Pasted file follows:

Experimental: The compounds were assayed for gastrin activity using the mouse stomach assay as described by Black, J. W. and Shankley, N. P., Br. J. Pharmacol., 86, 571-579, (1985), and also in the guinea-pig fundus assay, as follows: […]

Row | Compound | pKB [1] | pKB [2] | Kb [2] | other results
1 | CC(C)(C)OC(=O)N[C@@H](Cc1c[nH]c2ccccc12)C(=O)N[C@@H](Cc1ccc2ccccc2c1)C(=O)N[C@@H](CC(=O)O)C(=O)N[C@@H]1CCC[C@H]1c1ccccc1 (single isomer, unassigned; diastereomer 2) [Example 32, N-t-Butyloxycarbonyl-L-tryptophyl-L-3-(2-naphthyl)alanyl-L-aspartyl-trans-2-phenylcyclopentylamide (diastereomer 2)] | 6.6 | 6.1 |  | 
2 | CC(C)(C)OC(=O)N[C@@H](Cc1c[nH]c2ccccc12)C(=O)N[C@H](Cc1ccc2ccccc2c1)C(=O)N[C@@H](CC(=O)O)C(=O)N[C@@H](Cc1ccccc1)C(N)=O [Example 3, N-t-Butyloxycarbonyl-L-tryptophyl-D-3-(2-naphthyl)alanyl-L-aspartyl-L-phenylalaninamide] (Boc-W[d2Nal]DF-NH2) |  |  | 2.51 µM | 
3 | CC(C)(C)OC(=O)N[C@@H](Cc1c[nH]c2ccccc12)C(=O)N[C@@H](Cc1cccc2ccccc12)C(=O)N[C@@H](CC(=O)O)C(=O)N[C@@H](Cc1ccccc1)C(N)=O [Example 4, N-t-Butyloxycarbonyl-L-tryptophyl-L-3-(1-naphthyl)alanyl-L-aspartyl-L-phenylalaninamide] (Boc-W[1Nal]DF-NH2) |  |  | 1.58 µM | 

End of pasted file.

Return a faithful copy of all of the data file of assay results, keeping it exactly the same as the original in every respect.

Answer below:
Experimental: The compounds were assayed for gastrin activity using the mouse stomach assay as described by Black, J. W. and Shankley, N. P., Br. J. Pharmacol., 86, 571-579, (1985), and also in the guinea-pig fundus assay, as follows: […]

Row | Compound | pKB [1] | pKB [2] | Kb [2] | other results
1 | CC(C)(C)OC(=O)N[C@@H](Cc1c[nH]c2ccccc12)C(=O)N[C@@H](Cc1ccc2ccccc2c1)C(=O)N[C@@H](CC(=O)O)C(=O)N[C@@H]1CCC[C@H]1c1ccccc1 (single isomer, unassigned; diastereomer 2) [Example 32, N-t-Butyloxycarbonyl-L-tryptophyl-L-3-(2-naphthyl)alanyl-L-aspartyl-trans-2-phenylcyclopentylamide (diastereomer 2)] | 6.6 | 6.1 |  | 
2 | CC(C)(C)OC(=O)N[C@@H](Cc1c[nH]c2ccccc12)C(=O)N[C@H](Cc1ccc2ccccc2c1)C(=O)N[C@@H](CC(=O)O)C(=O)N[C@@H](Cc1ccccc1)C(N)=O [Example 3, N-t-Butyloxycarbonyl-L-tryptophyl-D-3-(2-naphthyl)alanyl-L-aspartyl-L-phenylalaninamide] (Boc-W[d2Nal]DF-NH2) |  |  | 2.51 µM | 
3 | CC(C)(C)OC(=O)N[C@@H](Cc1c[nH]c2ccccc12)C(=O)N[C@@H](Cc1cccc2ccccc12)C(=O)N[C@@H](CC(=O)O)C(=O)N[C@@H](Cc1ccccc1)C(N)=O [Example 4, N-t-Butyloxycarbonyl-L-tryptophyl-L-3-(1-naphthyl)alanyl-L-aspartyl-L-phenylalaninamide] (Boc-W[1Nal]DF-NH2) |  |  | 1.58 µM | 